Coloring eggs for Easter is a centuries-old tradition. In Bulgaria people usually color eggs on Maundy Thursday or Holy Saturday. The old name for colored eggs is “Perashki.”
In the past this tradition had been the special province of the oldest woman in a family, but in recent years decorating eggs has become an activity for young girls and married women as well. The first egg is painted red and symbolizes the blood of Christ. By tradition the older women rub childrens’ faces, cheeks and foreheads with it for health. That first egg is put aside and even buried sometimes in the fields to ensure fertility and good luck. Most people simply keep the first egg at home until the next Easter, when they replace it with another red egg.
Eggs are prepared and given out to guests who visit on Easter or to neighbors and friends. Married couples usually visit the best man from their wedding for lunch on Easter day, and present an egg to their host for luck. In times past the number of eggs colored varied from home to home, with the richest families known to distribute upwards of 200-300 eggs.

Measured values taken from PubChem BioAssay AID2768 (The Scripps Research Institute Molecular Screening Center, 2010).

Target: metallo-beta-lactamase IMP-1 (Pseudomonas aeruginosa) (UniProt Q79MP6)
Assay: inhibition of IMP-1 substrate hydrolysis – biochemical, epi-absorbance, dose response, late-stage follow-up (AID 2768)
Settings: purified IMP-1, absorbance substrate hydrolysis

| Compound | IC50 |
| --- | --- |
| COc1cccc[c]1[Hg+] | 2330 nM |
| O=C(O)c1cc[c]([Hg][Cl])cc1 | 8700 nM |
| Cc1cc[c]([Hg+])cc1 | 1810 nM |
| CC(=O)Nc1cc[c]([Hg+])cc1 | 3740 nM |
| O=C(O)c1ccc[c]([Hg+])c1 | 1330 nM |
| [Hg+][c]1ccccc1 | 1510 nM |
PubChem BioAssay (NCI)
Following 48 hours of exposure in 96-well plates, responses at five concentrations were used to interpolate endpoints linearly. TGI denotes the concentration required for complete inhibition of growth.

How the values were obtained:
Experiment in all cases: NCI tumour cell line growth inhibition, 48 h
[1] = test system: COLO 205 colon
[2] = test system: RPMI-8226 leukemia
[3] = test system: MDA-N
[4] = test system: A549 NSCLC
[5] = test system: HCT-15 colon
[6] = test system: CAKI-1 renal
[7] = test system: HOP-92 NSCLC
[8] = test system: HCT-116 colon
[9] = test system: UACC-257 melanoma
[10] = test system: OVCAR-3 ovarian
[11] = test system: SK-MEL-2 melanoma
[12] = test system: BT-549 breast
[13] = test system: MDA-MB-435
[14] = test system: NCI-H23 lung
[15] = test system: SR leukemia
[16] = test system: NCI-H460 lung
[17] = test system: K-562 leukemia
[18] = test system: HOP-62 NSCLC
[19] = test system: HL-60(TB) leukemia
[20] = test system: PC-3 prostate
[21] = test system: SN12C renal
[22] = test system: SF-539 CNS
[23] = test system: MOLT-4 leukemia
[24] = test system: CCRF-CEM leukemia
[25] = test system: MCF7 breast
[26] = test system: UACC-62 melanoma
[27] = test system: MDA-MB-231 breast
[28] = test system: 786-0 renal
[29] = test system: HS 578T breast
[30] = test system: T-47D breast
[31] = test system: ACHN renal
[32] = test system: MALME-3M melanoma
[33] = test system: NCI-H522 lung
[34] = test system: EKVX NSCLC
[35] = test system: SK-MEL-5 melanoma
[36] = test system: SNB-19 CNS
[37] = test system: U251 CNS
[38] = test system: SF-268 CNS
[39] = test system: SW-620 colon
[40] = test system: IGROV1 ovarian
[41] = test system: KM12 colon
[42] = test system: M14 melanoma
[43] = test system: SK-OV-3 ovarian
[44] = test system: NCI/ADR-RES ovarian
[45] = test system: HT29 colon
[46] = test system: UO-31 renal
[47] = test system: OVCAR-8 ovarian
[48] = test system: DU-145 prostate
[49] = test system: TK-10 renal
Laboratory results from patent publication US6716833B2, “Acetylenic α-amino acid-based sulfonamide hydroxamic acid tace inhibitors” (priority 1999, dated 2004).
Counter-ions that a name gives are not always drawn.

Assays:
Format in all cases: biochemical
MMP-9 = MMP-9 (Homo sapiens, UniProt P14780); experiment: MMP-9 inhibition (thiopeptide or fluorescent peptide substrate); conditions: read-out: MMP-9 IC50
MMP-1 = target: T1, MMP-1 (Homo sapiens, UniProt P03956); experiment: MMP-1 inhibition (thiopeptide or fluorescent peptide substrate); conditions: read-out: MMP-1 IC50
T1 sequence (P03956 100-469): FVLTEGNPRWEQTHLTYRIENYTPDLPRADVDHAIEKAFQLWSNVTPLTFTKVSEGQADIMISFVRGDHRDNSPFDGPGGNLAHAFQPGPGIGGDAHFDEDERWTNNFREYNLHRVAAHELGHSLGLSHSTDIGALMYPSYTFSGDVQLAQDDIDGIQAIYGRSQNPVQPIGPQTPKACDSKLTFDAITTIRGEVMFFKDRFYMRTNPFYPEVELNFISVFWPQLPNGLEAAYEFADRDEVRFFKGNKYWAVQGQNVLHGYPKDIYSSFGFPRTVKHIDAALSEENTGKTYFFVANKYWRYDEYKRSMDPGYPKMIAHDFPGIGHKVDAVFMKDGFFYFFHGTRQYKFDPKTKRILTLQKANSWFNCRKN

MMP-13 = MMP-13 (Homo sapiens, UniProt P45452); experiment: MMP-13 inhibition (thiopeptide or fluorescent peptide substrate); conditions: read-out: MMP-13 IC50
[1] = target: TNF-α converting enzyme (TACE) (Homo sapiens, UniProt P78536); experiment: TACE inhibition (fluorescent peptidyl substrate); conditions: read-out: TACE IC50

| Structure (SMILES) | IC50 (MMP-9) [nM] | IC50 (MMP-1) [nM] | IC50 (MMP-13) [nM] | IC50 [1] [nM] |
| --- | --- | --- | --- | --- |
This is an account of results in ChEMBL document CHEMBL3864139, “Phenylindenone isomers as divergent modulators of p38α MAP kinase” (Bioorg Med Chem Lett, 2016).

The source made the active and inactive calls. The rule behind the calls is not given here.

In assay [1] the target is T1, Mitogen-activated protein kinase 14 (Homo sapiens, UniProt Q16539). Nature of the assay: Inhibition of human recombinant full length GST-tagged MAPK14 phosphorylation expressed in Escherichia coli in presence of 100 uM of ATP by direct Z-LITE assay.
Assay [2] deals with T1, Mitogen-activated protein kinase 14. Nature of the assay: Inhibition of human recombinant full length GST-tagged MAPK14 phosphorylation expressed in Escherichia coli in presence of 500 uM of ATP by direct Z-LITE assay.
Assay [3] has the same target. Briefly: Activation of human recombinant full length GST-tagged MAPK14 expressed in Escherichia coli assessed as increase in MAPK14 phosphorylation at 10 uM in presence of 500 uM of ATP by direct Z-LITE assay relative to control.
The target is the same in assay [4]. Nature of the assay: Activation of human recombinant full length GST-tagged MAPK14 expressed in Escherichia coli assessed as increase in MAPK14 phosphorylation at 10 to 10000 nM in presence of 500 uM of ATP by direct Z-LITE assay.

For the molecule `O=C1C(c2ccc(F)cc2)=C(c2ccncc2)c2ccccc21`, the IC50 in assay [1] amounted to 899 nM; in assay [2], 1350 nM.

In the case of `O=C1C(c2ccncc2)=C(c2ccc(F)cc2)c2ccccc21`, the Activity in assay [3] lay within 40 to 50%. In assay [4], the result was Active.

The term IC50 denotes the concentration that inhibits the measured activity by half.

Today Bulgarians buy egg colors from stores, but traditional dyes were produced from blueberries, herbs, onion, and apples. Oregano was used for red color, sumac for orange, and nettle for green. As additional decoration Bulgarians use parsley sprigs, trefoil, and colored wax. There are two main kinds of colored eggs – single-color (red, yellow, green and blue) and multi-colored.
On Saturday evening before the Easter Sunday, Bulgarians gather at the Orthodox churches, each of them bringing an egg. After the midnight service, the people bang eggs together in a game to see whose egg is strongest. Two persons hold their eggs one against the other and the first strikes his egg against the other. Then the players change roles and it is the second player’s turn to strike. The last person left with an unbroken egg is believed to receive good luck throughout the year.